over the last 2 years i have become enamored with an argentine sauce called chimishurri. recently while in philadelphia, i had dinner with friend at a restaurant called cafe 943. I had a simple skirt steak with chimichurri. i now find myself over a month later still mooning over the pungent qualities of that sauce. it was an encounter i could have over and over again. the following seems to be as close as i can come to trying to recreate it. i welcome you to do the same...pretty sure you won't be diappointed.
recipe reposted from asado argentino
Here is my personal favorite recipe for chimichurri sauce(main article). You can mix it all together but I prefer to go through a 3-step process while preparing the sauce.
1/2 Cup Olive Oil (For a more mellow flavor use a neutral flavored oil)
1/4 Cup Red Wine Vinegar
1/4 Cup Water
1 small bunch flat leaf-parsley; chopped (should equal about 1/2 cup)
1 medium onion; finely chopped
4 cloves garlic; finely minced
1/2 of a red bell pepper; seeded and finely diced
1 tomato; peeled, seeded, finely chopped
1 Tablespoon dried oregano
1 Tablespoon paprika
1 Teaspoon bay leaf (laurel); very small flakes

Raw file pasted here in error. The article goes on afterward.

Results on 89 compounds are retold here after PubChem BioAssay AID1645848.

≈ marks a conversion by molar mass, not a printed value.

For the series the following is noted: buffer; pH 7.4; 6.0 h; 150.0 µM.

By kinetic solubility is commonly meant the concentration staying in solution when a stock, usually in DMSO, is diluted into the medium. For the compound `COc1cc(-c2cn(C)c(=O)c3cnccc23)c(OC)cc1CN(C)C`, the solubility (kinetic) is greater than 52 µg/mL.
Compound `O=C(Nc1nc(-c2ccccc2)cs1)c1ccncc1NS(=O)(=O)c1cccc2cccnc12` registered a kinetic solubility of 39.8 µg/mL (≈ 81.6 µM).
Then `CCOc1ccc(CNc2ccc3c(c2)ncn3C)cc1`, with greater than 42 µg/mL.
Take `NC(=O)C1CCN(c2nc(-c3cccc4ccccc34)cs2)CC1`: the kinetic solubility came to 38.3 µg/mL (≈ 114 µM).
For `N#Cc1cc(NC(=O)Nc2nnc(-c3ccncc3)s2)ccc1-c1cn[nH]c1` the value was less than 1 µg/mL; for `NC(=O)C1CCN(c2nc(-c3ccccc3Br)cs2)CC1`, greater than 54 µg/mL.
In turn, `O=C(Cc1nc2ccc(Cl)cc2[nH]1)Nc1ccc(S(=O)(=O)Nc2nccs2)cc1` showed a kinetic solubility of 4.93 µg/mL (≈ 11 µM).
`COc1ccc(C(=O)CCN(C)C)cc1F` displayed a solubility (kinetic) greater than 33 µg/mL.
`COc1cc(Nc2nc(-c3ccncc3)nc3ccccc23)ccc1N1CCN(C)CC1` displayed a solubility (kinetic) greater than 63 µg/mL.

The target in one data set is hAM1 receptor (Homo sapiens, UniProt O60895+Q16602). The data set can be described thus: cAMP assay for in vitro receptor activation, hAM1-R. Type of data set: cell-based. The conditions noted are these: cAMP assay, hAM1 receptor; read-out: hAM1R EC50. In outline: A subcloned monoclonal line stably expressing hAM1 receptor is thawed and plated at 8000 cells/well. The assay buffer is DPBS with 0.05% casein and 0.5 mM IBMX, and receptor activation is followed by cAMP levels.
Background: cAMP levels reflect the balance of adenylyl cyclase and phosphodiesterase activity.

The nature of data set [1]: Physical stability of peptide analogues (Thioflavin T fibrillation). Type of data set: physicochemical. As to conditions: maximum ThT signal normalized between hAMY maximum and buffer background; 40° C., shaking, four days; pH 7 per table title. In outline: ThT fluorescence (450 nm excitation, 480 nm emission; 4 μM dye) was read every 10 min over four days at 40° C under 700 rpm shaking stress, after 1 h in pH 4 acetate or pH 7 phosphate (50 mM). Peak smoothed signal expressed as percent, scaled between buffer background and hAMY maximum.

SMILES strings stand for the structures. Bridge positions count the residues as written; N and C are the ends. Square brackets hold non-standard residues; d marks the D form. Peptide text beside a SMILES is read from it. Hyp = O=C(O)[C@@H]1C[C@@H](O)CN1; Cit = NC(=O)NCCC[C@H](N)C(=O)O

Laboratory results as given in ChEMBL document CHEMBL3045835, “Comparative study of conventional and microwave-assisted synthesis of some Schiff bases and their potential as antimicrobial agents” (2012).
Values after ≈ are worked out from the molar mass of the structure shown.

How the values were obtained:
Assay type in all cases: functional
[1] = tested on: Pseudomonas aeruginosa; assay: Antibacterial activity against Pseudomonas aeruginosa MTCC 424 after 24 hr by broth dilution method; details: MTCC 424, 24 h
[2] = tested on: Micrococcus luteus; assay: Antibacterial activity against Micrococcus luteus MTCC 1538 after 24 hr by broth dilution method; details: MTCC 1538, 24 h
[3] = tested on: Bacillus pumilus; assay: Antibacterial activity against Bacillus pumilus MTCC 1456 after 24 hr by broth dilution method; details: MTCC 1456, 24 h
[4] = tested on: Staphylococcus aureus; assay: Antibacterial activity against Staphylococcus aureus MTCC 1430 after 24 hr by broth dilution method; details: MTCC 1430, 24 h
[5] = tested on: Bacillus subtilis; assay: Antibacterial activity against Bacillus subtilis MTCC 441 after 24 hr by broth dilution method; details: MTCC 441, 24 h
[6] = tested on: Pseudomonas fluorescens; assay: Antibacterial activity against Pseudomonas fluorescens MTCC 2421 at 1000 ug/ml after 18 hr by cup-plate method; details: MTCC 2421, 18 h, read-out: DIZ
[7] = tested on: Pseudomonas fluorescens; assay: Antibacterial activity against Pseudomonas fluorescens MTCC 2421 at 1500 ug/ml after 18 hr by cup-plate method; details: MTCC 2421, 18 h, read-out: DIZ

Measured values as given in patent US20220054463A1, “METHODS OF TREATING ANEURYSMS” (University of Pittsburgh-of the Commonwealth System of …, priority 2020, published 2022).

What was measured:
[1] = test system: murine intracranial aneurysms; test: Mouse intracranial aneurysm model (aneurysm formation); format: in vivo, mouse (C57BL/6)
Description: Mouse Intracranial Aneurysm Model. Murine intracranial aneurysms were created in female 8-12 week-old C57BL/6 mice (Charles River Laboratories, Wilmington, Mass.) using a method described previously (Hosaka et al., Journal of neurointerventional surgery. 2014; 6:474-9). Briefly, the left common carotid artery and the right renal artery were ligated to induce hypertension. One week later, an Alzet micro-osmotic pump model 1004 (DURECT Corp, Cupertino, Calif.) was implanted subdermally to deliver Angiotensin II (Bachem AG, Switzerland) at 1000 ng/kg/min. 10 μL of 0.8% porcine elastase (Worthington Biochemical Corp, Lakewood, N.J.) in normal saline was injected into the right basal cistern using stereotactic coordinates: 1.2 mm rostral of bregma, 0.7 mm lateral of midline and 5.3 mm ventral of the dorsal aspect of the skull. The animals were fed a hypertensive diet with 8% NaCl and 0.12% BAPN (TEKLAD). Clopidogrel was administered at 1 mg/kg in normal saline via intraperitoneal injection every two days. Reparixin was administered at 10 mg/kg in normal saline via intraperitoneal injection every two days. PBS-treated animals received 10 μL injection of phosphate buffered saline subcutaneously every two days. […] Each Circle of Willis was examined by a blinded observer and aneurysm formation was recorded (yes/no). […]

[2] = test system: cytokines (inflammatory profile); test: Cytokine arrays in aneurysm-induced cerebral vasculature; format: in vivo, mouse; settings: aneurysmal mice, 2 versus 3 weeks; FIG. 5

1 Tablespoon coarse salt
1 Teaspoon ground black pepper
hot chili flakes to taste (Aji Molido if you can find it)
Make sure all of the fresh ingredients are well washed and clean before preparing.
Add all of the ingredients except the oil and vinegar into a large bowl and toss well to make sure that the salt is spread evenly around the ingredients. Allow to rest for 30 minutes.
Next add the vinegar and water. Mix well. Allow to rest for 30 minutes.
Finally add the oil and mix well. Make sure that the liquids cover the rest of the ingredients. If not add equal parts of oil, water, and vinegar until they are covered at least by a quarter of an inch. Transfer to a non-reactive clean bowl or jar that can be covered. Make sure to cover well. Place in the refrigerator to allow the flavors to blend overnight. For better results prepare at least 2 or 3 days ahead of time. If refrigerated, allow sauce to sit at room temperature for at least an hour or until the oil, if congealed, thins out before serving.
The Boiling Liquid Method: Many in Argentina like to add an extra step to their chimichurri preparation that includes boiling the water and salt together -perhaps the vinegar too- before immediately pouring the mixture over the rest of the ingredients before the oil is added. This helps to tame the pungency of the garlic and parsley thus creating a more mild and smooth chimichurri. This method also works very well if you are short for time and need a well-balanced chimichurri yet do not have the time to let it sit for a day or more before serving. Give it a try.